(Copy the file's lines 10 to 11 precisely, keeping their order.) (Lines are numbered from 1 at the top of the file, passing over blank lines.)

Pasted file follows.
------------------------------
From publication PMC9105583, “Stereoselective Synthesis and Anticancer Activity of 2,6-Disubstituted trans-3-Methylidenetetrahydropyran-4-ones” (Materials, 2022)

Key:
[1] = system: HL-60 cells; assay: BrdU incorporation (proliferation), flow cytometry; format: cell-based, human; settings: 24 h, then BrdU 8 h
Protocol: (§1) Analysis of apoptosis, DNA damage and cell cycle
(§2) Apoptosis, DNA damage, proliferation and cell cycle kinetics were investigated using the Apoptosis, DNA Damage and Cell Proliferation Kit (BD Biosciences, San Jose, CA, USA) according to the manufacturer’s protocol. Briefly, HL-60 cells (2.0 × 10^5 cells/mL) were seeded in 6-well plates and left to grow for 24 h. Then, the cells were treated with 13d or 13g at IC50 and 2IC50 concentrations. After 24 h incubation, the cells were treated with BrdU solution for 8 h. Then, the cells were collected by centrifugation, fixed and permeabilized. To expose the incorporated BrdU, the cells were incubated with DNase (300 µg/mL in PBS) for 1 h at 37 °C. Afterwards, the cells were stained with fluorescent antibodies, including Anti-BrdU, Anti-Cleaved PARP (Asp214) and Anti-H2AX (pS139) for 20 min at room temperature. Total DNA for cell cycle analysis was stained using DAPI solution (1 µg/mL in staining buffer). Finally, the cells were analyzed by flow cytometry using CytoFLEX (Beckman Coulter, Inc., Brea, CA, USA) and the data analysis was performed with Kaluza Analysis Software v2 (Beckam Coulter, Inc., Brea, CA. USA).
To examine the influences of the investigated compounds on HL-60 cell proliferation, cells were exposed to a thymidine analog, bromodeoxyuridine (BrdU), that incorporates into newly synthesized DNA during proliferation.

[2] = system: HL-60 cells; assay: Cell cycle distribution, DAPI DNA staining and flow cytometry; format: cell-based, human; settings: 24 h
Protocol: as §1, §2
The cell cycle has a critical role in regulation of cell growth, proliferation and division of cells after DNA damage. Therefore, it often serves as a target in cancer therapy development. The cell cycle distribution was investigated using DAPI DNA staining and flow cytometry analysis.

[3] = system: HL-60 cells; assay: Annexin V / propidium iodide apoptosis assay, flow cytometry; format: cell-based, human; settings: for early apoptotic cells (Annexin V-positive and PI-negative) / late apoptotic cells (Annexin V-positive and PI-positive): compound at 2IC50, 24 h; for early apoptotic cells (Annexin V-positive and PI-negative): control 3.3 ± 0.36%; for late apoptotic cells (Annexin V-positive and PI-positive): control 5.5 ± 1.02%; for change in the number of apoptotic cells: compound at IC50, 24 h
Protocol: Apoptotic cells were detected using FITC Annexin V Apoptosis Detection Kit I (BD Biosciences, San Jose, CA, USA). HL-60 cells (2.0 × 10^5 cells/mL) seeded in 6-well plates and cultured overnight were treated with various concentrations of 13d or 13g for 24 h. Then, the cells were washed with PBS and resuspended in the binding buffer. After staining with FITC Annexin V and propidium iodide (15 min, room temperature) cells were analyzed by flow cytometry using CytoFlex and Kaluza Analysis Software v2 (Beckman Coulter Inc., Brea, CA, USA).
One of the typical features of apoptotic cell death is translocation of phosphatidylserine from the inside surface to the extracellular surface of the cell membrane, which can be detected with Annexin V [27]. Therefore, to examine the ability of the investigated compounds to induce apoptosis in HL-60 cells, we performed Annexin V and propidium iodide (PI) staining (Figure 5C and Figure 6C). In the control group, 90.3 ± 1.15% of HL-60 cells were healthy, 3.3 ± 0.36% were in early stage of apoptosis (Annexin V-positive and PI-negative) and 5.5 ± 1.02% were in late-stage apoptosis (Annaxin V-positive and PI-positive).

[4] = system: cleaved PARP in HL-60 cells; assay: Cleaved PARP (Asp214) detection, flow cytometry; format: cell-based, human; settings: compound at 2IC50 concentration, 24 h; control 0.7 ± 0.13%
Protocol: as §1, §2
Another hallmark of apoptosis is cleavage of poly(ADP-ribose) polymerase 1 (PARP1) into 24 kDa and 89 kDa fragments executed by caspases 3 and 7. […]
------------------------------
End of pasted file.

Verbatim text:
[3] = system: HL-60 cells; assay: Annexin V / propidium iodide apoptosis assay, flow cytometry; format: cell-based, human; settings: for early apoptotic cells (Annexin V-positive and PI-negative) / late apoptotic cells (Annexin V-positive and PI-positive): compound at 2IC50, 24 h; for early apoptotic cells (Annexin V-positive and PI-negative): control 3.3 ± 0.36%; for late apoptotic cells (Annexin V-positive and PI-positive): control 5.5 ± 1.02%; for change in the number of apoptotic cells: compound at IC50, 24 h
Protocol: Apoptotic cells were detected using FITC Annexin V Apoptosis Detection Kit I (BD Biosciences, San Jose, CA, USA). HL-60 cells (2.0 × 10^5 cells/mL) seeded in 6-well plates and cultured overnight were treated with various concentrations of 13d or 13g for 24 h. Then, the cells were washed with PBS and resuspended in the binding buffer. After staining with FITC Annexin V and propidium iodide (15 min, room temperature) cells were analyzed by flow cytometry using CytoFlex and Kaluza Analysis Software v2 (Beckman Coulter Inc., Brea, CA, USA).